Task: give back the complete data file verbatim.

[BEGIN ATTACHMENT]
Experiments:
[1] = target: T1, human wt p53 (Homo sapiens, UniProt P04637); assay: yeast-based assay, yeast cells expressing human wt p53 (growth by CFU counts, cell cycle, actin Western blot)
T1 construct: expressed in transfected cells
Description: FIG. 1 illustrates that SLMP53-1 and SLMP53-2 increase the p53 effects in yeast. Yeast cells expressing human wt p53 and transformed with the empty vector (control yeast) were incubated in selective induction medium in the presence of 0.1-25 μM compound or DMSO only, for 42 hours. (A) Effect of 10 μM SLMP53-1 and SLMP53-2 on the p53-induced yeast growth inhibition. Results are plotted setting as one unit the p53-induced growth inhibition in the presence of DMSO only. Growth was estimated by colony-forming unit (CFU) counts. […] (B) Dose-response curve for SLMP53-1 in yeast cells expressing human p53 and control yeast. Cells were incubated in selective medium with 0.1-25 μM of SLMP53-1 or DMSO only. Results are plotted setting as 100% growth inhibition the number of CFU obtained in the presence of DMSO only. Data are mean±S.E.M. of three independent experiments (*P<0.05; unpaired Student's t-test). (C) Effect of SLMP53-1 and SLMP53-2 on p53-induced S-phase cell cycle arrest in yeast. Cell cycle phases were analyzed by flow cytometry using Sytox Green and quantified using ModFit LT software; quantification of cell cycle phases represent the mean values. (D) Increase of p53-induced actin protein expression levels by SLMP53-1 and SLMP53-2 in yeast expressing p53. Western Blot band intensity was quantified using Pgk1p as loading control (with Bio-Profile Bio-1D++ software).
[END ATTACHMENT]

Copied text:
Experiments:
[1] = target: T1, human wt p53 (Homo sapiens, UniProt P04637); assay: yeast-based assay, yeast cells expressing human wt p53 (growth by CFU counts, cell cycle, actin Western blot)
T1 construct: expressed in transfected cells
Description: FIG. 1 illustrates that SLMP53-1 and SLMP53-2 increase the p53 effects in yeast. Yeast cells expressing human wt p53 and transformed with the empty vector (control yeast) were incubated in selective induction medium in the presence of 0.1-25 μM compound or DMSO only, for 42 hours. (A) Effect of 10 μM SLMP53-1 and SLMP53-2 on the p53-induced yeast growth inhibition. Results are plotted setting as one unit the p53-induced growth inhibition in the presence of DMSO only. Growth was estimated by colony-forming unit (CFU) counts. […] (B) Dose-response curve for SLMP53-1 in yeast cells expressing human p53 and control yeast. Cells were incubated in selective medium with 0.1-25 μM of SLMP53-1 or DMSO only. Results are plotted setting as 100% growth inhibition the number of CFU obtained in the presence of DMSO only. Data are mean±S.E.M. of three independent experiments (*P<0.05; unpaired Student's t-test). (C) Effect of SLMP53-1 and SLMP53-2 on p53-induced S-phase cell cycle arrest in yeast. Cell cycle phases were analyzed by flow cytometry using Sytox Green and quantified using ModFit LT software; quantification of cell cycle phases represent the mean values. (D) Increase of p53-induced actin protein expression levels by SLMP53-1 and SLMP53-2 in yeast expressing p53. Western Blot band intensity was quantified using Pgk1p as loading control (with Bio-Profile Bio-1D++ software).